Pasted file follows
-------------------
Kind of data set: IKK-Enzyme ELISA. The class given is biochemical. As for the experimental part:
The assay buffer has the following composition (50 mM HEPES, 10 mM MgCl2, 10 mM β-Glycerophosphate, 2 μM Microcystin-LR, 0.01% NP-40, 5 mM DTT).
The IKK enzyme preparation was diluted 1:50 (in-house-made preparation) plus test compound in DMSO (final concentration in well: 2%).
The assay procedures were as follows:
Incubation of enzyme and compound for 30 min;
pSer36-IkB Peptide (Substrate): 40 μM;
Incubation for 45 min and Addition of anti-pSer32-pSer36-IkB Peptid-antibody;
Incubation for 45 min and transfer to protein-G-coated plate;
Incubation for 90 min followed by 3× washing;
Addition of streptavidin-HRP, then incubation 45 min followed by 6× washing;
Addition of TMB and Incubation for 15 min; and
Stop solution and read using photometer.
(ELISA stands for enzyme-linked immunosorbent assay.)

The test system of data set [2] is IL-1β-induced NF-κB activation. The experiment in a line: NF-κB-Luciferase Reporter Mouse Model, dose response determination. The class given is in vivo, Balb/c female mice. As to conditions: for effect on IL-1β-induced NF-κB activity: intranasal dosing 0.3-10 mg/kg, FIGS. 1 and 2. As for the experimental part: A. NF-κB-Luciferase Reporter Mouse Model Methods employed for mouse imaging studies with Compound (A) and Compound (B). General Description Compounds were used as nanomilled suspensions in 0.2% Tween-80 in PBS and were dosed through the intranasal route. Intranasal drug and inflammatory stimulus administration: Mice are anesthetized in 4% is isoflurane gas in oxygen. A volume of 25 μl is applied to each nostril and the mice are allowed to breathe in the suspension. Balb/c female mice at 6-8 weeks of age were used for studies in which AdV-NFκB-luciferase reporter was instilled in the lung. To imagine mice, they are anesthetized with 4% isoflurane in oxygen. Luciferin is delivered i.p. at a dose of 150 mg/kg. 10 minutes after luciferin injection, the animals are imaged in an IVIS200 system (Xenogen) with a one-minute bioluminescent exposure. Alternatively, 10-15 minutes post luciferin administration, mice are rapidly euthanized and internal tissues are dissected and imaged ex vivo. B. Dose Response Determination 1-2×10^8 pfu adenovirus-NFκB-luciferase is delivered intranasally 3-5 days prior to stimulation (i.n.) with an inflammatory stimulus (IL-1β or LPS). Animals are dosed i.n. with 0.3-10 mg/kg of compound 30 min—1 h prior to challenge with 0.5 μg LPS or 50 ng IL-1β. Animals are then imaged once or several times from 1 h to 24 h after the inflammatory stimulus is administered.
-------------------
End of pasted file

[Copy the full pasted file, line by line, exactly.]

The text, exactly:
Kind of data set: IKK-Enzyme ELISA. The class given is biochemical. As for the experimental part:
The assay buffer has the following composition (50 mM HEPES, 10 mM MgCl2, 10 mM β-Glycerophosphate, 2 μM Microcystin-LR, 0.01% NP-40, 5 mM DTT).
The IKK enzyme preparation was diluted 1:50 (in-house-made preparation) plus test compound in DMSO (final concentration in well: 2%).
The assay procedures were as follows:
Incubation of enzyme and compound for 30 min;
pSer36-IkB Peptide (Substrate): 40 μM;
Incubation for 45 min and Addition of anti-pSer32-pSer36-IkB Peptid-antibody;
Incubation for 45 min and transfer to protein-G-coated plate;
Incubation for 90 min followed by 3× washing;
Addition of streptavidin-HRP, then incubation 45 min followed by 6× washing;
Addition of TMB and Incubation for 15 min; and
Stop solution and read using photometer.
(ELISA stands for enzyme-linked immunosorbent assay.)

The test system of data set [2] is IL-1β-induced NF-κB activation. The experiment in a line: NF-κB-Luciferase Reporter Mouse Model, dose response determination. The class given is in vivo, Balb/c female mice. As to conditions: for effect on IL-1β-induced NF-κB activity: intranasal dosing 0.3-10 mg/kg, FIGS. 1 and 2. As for the experimental part: A. NF-κB-Luciferase Reporter Mouse Model Methods employed for mouse imaging studies with Compound (A) and Compound (B). General Description Compounds were used as nanomilled suspensions in 0.2% Tween-80 in PBS and were dosed through the intranasal route. Intranasal drug and inflammatory stimulus administration: Mice are anesthetized in 4% is isoflurane gas in oxygen. A volume of 25 μl is applied to each nostril and the mice are allowed to breathe in the suspension. Balb/c female mice at 6-8 weeks of age were used for studies in which AdV-NFκB-luciferase reporter was instilled in the lung. To imagine mice, they are anesthetized with 4% isoflurane in oxygen. Luciferin is delivered i.p. at a dose of 150 mg/kg. 10 minutes after luciferin injection, the animals are imaged in an IVIS200 system (Xenogen) with a one-minute bioluminescent exposure. Alternatively, 10-15 minutes post luciferin administration, mice are rapidly euthanized and internal tissues are dissected and imaged ex vivo. B. Dose Response Determination 1-2×10^8 pfu adenovirus-NFκB-luciferase is delivered intranasally 3-5 days prior to stimulation (i.n.) with an inflammatory stimulus (IL-1β or LPS). Animals are dosed i.n. with 0.3-10 mg/kg of compound 30 min—1 h prior to challenge with 0.5 μg LPS or 50 ng IL-1β. Animals are then imaged once or several times from 1 h to 24 h after the inflammatory stimulus is administered.